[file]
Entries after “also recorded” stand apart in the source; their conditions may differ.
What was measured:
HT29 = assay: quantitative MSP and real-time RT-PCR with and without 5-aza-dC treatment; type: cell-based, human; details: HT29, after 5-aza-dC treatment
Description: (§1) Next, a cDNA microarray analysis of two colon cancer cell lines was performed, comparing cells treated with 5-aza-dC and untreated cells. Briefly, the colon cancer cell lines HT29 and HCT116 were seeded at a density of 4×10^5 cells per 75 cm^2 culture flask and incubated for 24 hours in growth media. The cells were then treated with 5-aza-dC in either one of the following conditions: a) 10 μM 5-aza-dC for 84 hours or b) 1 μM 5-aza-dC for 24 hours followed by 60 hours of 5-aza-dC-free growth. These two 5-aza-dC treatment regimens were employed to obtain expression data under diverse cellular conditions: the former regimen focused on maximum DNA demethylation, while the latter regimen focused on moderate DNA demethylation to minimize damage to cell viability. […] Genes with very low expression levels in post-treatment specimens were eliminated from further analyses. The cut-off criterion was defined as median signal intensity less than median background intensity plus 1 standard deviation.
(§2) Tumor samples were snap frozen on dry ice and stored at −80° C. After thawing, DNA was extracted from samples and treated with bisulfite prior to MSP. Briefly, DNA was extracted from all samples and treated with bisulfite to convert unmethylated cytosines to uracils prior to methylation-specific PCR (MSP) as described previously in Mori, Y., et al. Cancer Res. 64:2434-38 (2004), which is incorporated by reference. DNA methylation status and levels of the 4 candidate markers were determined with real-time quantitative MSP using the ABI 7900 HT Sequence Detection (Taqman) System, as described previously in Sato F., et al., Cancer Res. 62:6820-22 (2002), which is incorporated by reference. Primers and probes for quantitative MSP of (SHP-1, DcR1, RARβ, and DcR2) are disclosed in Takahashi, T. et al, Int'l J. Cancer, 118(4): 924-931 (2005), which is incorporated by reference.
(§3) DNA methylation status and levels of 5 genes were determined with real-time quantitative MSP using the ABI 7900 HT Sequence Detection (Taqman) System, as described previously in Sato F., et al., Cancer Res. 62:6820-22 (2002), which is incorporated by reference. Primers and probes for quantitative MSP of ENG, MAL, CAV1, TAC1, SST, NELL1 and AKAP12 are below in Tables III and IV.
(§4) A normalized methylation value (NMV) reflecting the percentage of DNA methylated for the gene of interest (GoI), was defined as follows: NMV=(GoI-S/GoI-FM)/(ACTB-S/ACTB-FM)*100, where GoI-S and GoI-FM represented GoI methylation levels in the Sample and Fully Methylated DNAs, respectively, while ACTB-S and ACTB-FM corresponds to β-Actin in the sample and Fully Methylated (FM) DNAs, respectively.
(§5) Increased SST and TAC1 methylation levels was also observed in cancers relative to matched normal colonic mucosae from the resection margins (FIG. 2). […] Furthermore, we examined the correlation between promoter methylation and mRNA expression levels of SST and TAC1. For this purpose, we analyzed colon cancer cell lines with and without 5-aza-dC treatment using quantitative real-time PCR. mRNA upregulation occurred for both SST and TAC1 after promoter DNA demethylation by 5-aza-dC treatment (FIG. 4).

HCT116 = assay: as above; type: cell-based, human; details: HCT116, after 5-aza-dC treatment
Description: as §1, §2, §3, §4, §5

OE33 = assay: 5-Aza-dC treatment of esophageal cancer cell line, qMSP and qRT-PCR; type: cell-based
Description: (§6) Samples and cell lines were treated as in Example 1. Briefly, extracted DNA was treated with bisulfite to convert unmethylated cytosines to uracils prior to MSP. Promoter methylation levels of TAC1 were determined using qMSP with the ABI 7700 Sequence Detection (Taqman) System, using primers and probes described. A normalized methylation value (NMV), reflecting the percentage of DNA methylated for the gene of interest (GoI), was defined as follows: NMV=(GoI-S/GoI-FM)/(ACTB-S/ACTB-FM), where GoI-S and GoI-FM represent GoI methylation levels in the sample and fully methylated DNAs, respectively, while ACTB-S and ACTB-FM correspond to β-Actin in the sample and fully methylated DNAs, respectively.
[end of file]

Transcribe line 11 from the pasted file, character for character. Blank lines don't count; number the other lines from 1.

OE33 = assay: 5-Aza-dC treatment of esophageal cancer cell line, qMSP and qRT-PCR; type: cell-based